BBB members, mark your calendars for 10/18! Join us for a webinar on Mastering Data…
July 14, 2005
NOVATO, Calif. – He knew it was important, but backing up his hard drive was the last thing on Ryan Risdal’s mind. Mr. Risdal, 35, was too busy rearing four children and caring for his ill wife.
One day after her death last August, Mr. Risdal was trying to recover some pictures from his computer to display at his wife’s funeral. But the computer would not cooperate, and the local repair shop told him he was out of luck. The drive was inoperable, and nothing could be retrieved.
“I had six years of digital pictures on the drive, and I hadn’t backed up in years,” said Mr. Risdal, a maintenance supervisor in Grass Valley, Calif., in the Gold Rush country northeast of Sacramento.
According to those in the data recovery business, computer users who think they can escape Mr. Risdal’s fate are mistaken. “Eventually, every hard drive will fail,” some even within months, said Todd Johnson, vice president for operations at OnTrack Data Recovery (www.ontrack.com), a firm specializing in recovering digital files.
The local repair shop referred Mr. Risdal to DriveSavers (drivesaversdatarecovery.com), another company offering data retrieval from hard drives, flash memory, diskettes and optical media. After several days’ work, DriveSavers had recovered his entire photo library.
If all computer users backed up their hard drives, the data recovery industry would barely exist. But the routine, like flossing teeth, is practiced regularly by few.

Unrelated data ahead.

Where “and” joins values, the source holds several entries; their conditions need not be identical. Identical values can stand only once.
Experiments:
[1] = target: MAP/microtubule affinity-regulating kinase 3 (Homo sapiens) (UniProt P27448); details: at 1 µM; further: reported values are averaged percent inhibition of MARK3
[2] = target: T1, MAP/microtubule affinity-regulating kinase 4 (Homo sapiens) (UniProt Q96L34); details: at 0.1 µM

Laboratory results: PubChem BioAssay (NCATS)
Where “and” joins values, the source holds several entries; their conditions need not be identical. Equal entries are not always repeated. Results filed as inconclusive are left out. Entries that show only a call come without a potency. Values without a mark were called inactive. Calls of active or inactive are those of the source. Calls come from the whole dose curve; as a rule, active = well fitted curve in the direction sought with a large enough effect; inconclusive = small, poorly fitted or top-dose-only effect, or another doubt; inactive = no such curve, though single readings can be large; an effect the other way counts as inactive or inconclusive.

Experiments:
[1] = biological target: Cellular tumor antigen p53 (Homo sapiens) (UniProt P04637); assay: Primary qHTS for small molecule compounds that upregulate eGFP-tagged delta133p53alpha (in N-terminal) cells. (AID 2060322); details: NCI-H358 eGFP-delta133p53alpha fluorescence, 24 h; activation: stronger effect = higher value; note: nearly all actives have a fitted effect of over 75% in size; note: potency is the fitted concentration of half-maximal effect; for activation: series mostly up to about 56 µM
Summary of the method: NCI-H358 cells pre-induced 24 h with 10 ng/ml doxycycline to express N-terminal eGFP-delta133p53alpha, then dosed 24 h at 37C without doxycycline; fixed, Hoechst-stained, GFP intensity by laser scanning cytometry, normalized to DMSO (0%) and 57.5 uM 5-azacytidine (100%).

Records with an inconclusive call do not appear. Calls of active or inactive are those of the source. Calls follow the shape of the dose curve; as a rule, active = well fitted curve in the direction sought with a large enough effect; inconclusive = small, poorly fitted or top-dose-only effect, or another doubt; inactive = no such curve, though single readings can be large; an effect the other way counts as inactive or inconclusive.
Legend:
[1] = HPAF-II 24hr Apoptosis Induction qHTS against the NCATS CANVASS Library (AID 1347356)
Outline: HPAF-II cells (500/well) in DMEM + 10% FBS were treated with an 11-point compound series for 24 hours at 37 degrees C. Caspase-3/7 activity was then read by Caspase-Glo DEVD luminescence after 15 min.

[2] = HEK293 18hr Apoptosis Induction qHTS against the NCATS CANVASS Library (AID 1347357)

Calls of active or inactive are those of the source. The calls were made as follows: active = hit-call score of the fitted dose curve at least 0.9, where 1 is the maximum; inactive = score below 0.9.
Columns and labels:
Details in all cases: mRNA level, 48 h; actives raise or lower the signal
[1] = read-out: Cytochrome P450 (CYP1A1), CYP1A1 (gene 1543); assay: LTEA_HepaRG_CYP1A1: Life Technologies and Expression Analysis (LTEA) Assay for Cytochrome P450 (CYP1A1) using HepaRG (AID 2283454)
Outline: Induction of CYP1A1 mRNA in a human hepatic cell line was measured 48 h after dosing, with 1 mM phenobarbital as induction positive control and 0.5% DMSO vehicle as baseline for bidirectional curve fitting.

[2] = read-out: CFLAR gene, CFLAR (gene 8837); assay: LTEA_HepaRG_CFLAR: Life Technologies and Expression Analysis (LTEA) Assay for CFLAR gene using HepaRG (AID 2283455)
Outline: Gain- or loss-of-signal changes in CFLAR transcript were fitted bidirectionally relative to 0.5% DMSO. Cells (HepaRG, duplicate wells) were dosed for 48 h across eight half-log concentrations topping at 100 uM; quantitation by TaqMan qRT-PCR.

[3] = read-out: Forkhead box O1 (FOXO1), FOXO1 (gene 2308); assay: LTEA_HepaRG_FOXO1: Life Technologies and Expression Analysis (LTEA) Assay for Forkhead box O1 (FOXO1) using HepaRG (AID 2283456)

And as hard drive capacity explodes, the consequences of catastrophic failure mushroom. Hard drives now store not just documents but photos, music and movies as well, electronically embedded on a platter spinning at 10,000 revolutions a minute (300 times the speed of an LP record); access is by a read/write head floating a hair’s breadth above, and flying back and forth at 60 miles an hour. If the head falls onto the platter or picks up a jot of dust, the data can be rendered unreadable.
Not every hard drive’s files can be recovered, but rates are improving. “Eight years ago, 50 percent of our drives could not be restored,” said Scott Gaidano, DriveSavers’ co-founder. Now up to 90 percent of the data can be salvaged from 85 to 90 percent of drives, Mr. Gaidano said.
The cost can run to several thousand dollars – the bigger the rush, the higher the price.
Mr. Gaidano says that hard drives are so unreliable that they “should not exist today.” Yet they are ubiquitous – in laptops that are tossed onto airport security belts, and on iPods and camcorders used while jogging and maneuvering around moguls. When they fail, panic is often the reflex. Many call Mr. Johnson’s company, or ActionFront, DriveSavers and ESS Data Recovery, fearing that their most crucial records and most cherished memories have just been incinerated.
DriveSavers employs Kelly Chessen, a former suicide-prevention counselor, to calm distraught customers. “You get nervousness, anger, crying,” Ms. Chessen said. “People fear they’ll lose their jobs” if the data is not recovered. And at times they say that life will no longer be worth living. “I ask them if they’re really thinking about committing suicide,” she said. Fortunately, no one has.
DriveSavers operates from an anonymous office building in Novato, 24 miles north of San Francisco, that houses a “clean room” for inspecting drives and separate data extraction rooms for the most common computer operating systems.
DriveSavers receives some units that to most would look unsalvageable. Outside its executive offices, the company displays some of its more challenging successes: hard drives that have been burned, submerged in saltwater or run over by trucks.